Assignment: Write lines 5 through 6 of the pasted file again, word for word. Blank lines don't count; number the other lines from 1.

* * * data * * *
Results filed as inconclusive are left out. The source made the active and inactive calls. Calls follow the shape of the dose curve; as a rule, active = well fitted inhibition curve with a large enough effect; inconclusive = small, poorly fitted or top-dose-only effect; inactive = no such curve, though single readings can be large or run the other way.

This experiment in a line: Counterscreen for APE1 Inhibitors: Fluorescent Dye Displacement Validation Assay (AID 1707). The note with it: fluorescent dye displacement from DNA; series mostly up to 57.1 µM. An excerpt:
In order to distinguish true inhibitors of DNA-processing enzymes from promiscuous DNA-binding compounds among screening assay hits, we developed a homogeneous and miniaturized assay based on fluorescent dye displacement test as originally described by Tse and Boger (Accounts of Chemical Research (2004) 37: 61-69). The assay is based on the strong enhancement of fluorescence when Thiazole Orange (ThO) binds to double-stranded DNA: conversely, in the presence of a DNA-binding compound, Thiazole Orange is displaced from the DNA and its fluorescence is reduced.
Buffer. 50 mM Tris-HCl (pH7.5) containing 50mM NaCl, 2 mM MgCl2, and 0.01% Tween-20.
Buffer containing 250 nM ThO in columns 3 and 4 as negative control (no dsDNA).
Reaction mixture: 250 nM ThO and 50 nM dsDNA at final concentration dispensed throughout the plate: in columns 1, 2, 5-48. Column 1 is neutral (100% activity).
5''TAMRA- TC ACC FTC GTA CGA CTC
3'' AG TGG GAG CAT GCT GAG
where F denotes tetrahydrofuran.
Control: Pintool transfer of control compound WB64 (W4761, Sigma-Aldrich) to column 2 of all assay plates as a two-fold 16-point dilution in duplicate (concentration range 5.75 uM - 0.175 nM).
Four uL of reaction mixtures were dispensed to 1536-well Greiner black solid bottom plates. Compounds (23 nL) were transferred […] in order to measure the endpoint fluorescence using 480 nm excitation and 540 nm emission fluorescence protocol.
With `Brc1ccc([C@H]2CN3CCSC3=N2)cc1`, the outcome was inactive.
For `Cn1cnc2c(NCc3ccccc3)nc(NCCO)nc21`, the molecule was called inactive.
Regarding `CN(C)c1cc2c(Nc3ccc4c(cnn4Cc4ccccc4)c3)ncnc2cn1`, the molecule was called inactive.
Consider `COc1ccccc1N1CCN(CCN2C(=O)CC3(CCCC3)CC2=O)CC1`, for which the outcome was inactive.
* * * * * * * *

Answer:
Buffer containing 250 nM ThO in columns 3 and 4 as negative control (no dsDNA).
Reaction mixture: 250 nM ThO and 50 nM dsDNA at final concentration dispensed throughout the plate: in columns 1, 2, 5-48. Column 1 is neutral (100% activity).